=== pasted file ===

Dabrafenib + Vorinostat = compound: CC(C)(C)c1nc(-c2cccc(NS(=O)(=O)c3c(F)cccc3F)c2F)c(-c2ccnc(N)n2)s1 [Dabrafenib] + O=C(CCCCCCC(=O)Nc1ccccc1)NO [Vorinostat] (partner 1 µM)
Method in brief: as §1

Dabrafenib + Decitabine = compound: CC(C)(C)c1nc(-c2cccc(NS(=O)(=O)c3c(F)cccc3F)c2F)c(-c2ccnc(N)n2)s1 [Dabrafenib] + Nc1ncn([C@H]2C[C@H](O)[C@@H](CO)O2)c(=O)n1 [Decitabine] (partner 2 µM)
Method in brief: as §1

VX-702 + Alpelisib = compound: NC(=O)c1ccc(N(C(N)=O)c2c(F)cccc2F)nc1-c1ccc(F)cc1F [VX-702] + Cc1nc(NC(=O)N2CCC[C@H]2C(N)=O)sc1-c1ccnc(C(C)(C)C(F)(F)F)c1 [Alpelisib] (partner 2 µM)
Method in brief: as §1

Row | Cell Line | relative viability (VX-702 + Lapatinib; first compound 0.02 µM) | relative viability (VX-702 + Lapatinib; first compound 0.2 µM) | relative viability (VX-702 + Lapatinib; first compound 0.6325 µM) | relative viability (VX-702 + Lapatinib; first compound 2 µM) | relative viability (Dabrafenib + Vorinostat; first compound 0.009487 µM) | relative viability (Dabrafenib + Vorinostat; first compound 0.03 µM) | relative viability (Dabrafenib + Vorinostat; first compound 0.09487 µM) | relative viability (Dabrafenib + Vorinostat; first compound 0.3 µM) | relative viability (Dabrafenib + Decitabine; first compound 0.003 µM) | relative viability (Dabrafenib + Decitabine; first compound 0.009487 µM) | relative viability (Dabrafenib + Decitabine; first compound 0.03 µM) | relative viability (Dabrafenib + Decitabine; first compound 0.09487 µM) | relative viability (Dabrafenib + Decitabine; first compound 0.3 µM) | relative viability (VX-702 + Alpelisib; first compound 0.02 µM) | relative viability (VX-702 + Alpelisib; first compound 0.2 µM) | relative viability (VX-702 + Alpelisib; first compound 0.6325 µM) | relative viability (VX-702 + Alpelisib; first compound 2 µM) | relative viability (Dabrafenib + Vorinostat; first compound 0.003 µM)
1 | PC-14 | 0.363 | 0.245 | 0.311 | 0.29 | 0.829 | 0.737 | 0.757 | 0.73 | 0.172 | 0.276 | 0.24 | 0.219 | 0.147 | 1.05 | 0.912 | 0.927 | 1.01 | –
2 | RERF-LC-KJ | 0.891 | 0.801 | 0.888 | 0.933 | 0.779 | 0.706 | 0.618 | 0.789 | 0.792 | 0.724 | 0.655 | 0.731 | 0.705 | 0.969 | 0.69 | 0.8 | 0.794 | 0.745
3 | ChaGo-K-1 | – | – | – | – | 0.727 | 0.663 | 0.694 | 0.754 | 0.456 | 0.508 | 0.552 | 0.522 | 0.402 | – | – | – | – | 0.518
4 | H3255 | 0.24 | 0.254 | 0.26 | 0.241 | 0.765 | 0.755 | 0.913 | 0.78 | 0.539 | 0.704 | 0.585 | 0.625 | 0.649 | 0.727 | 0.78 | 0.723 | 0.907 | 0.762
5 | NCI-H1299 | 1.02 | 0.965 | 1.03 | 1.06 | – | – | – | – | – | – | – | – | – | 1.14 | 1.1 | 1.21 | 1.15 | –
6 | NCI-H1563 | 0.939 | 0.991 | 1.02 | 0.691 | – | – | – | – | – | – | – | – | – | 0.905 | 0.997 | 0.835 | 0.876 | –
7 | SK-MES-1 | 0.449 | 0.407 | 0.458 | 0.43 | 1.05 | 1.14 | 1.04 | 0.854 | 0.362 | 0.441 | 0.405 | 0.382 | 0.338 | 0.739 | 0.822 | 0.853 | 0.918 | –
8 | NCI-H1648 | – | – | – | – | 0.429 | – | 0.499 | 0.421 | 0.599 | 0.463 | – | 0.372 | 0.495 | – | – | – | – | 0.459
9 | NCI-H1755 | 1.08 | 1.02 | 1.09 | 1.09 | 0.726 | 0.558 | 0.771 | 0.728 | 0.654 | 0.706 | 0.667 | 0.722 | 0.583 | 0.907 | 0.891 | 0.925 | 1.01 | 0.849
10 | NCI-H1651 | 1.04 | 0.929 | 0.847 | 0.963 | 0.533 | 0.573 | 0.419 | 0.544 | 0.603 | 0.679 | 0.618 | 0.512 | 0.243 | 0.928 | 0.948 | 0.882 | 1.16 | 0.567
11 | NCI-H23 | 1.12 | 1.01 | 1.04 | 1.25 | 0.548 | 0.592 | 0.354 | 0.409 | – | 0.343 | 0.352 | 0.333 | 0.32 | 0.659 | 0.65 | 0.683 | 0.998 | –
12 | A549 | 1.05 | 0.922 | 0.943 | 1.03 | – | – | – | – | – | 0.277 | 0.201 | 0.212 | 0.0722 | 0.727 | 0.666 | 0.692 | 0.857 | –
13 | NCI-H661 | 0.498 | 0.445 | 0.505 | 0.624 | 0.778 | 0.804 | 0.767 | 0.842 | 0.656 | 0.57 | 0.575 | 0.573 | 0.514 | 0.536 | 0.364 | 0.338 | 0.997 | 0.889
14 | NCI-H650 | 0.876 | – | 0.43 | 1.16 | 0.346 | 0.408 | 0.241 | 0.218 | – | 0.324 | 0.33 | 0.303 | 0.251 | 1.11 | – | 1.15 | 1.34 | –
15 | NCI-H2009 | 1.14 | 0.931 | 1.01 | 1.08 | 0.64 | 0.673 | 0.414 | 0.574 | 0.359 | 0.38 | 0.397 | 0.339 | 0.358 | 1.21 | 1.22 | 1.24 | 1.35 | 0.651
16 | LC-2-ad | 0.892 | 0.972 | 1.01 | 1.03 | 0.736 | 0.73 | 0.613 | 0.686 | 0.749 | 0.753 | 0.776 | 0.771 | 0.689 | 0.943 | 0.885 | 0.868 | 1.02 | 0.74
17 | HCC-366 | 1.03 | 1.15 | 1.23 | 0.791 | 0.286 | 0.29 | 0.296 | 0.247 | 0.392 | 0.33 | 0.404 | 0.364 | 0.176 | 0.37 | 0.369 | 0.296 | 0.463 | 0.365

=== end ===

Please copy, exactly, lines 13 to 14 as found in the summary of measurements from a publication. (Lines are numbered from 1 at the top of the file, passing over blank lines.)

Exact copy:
6 | NCI-H1563 | 0.939 | 0.991 | 1.02 | 0.691 | – | – | – | – | – | – | – | – | – | 0.905 | 0.997 | 0.835 | 0.876 | –
7 | SK-MES-1 | 0.449 | 0.407 | 0.458 | 0.43 | 1.05 | 1.14 | 1.04 | 0.854 | 0.362 | 0.441 | 0.405 | 0.382 | 0.338 | 0.739 | 0.822 | 0.853 | 0.918 | –